Toothaches are a major source of dental pain. Tooth pain can originate from a number of sources. From exposed dentine to leaky fillings, traumatic pressure, hypersensitivity from grinding or abrasive brushing, or referred pain from gums or nearby sinuses. Generally the most severe toothaches arise within the pulps, or “nerves”, of the teeth. This is commonly called pulpal pain or “nerve pain”.
How does pulpal pain, or “nerve pain”, occur in a tooth?
A toothache that can be described as an 8 to an 11 out of 10 would usually be caused by pulpal pain. It will likely be hot and cold sensitive, worsened with pressure, and give a severe ache. The primary source of this tooth pain is pulpal infection.
The first stage of tooth infection is when bacteria breaks down the outer layer of the tooth. To achieve this, bacteria needs to be well established on the tooth surface and given access to carbohydrates to metabolise. Bacteria quickly forms into a soft white layer called plaque. The longer it is left undisturbed, the greater the decay potential. If one little spot of plaque is left for more than 24 hours and given access to carbohydrates, particularly sugars, then tooth decay can occur. Once decay reaches inside the tooth it is unlikely to stop without intervention.
Early tooth decay, or tooth infection, can be treated with fillings. The decay is removed by a dentist and the lost tooth structure is restored using composite resin, a white tooth coloured material, in most cases. If left untreated this decay will usually extend until it reaches the interior of the tooth – the pulp. The pulp is a nutrient rich area that feeds the tooth blood and nerves, it is what makes the tooth alive. Imagine bone marrow but for teeth. Unfortunately, it is so nutrient rich that as soon as bacteria reaches here it spreads and multiplies almost instantly. The infected tooth becomes an infected pulp and severe tooth pain, or pulpal pain, results.
Why is pulpal pain so bad?
The nutrient-rich, lush area of the pulp becomes the perfect breeding ground for bacteria. It spreads quickly, releasing nasty toxins into the bloodstream. The body detects the bacteria has invaded areas it shouldn’t be and mounts a defence to try to destroy the bacteria. When there is an immune response, inflammation occurs. However the pulp is encased by hard tooth walls and doesn’t allow for swelling. So pressure builds up within the pulp, full of tiny nerves which essentially become crushed. That’s when we experience severe toothaches.
Does pulpal pain go away on its own?
Treating a toothache can seem scary, expensive, and possibly even more painful, so you may be tempted just to let things play out. This is not a good idea.
The type of bacteria that invades the pulp is bacteria our body is usually good at destroying, however that tight area inside the tooth is very hard to reach. Larger white blood cells can’t access the pulp very well and the immune system isn’t capable of clearing out the bacteria on its own. This means the infection cannot be cleared without professional intervention.
If you’re lucky, an equilibrium could be achieved where bacteria is cleaned from the body as it leaks from the tooth and the pain may lessen. These states are usually only temporary however and a large bacterial load is likely to resurface in the future. You’ll also always have a source of bacteria entering your bloodstream potentially causing other health effects. If the bacterial load becomes more severe then you could also develop cellulitis, swelling within the nearby tissues. The swollen areas become very tender and may even extend further back to your airways, restricting airflow.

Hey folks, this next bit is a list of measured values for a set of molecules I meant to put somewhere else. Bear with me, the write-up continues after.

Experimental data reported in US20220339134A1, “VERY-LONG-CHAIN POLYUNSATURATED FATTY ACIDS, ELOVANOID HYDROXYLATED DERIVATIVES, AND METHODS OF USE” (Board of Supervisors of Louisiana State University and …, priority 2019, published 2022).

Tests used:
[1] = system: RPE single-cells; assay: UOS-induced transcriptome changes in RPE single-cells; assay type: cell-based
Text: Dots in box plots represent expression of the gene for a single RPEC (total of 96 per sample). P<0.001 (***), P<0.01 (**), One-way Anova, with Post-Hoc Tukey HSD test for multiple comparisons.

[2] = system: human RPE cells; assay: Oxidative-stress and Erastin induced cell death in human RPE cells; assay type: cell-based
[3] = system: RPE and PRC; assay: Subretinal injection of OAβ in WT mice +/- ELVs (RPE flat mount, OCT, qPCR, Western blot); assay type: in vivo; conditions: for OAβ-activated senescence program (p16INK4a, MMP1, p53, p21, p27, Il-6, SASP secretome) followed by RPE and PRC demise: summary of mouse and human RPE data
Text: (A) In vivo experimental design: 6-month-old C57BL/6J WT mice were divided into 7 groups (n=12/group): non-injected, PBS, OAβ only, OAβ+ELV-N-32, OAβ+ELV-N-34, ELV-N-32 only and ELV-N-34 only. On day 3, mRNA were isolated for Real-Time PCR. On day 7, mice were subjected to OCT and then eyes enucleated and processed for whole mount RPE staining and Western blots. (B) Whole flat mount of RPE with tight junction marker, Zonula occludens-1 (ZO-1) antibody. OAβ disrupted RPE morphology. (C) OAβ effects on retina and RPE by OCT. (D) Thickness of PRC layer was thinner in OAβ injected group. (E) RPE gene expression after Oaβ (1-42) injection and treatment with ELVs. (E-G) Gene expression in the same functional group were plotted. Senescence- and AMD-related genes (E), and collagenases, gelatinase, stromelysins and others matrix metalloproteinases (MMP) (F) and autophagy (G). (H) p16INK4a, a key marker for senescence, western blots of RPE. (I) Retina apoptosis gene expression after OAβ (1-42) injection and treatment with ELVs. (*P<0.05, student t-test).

Treatments for pulpal pain
If you’re in a lot of pain, there’s a fair amount of swelling, or you’re just too scared to see the dentist right away, a course of antibiotics can help to clear the infection from the nearby tissues. This is only a very temporary solution however. Antibiotics, like the immune system, is not able to properly access the pulps of teeth and cannot remove the bacteria inside. It will reduce the amount of bacteria just around the tooth and reduce inflammation, so it will help with the pain. But soon after the antibiotics are finished the bacteria will spread again and the pain is likely to return.
The best way to permanently remove the bacteria is to remove the source, which is the tooth pulp. This can be achieved either through a root canal treatment or tooth extraction.
Root canal treatment
In most cases your dentist will recommend root canal treatment when they determine you have an infected pulp. This process involves removing all the decay and cleaning inside the tooth. The pulp is completely removed, and the area is shaped and then filled to prevent any bacteria from returning. It usually consists of three sessions which needs to be performed with high care. Any left-over bacteria could lead to long term failure. It has a success rate of 90% over a ten year period. Once completed the tooth will be essentially “dead”, but the bacteria will be removed and the tooth can be kept. Healing will be able to occur and the tooth will not be a source of bacteria to the body anymore.
If the cost of root canal treatment is too high, or the tooth is too compromised to have a successful outcome, the tooth can be extracted instead. With the tooth removed the source of the bacteria will be too and the bacteria that entered the nearby tissues can usually be cleared by the immune system quickly. The obvious down-side to this option is that a space is left where the tooth was. Sometimes this can be tolerated if it is a back tooth, though there will be less area to chew with. A front tooth can be unsightly and tooth replacement options will usually be recommended. Dentures, implants or bridges can provide options to replace missing teeth.
For more information on root canal treatments, dental extractions, or tooth replacement options, click on the link below.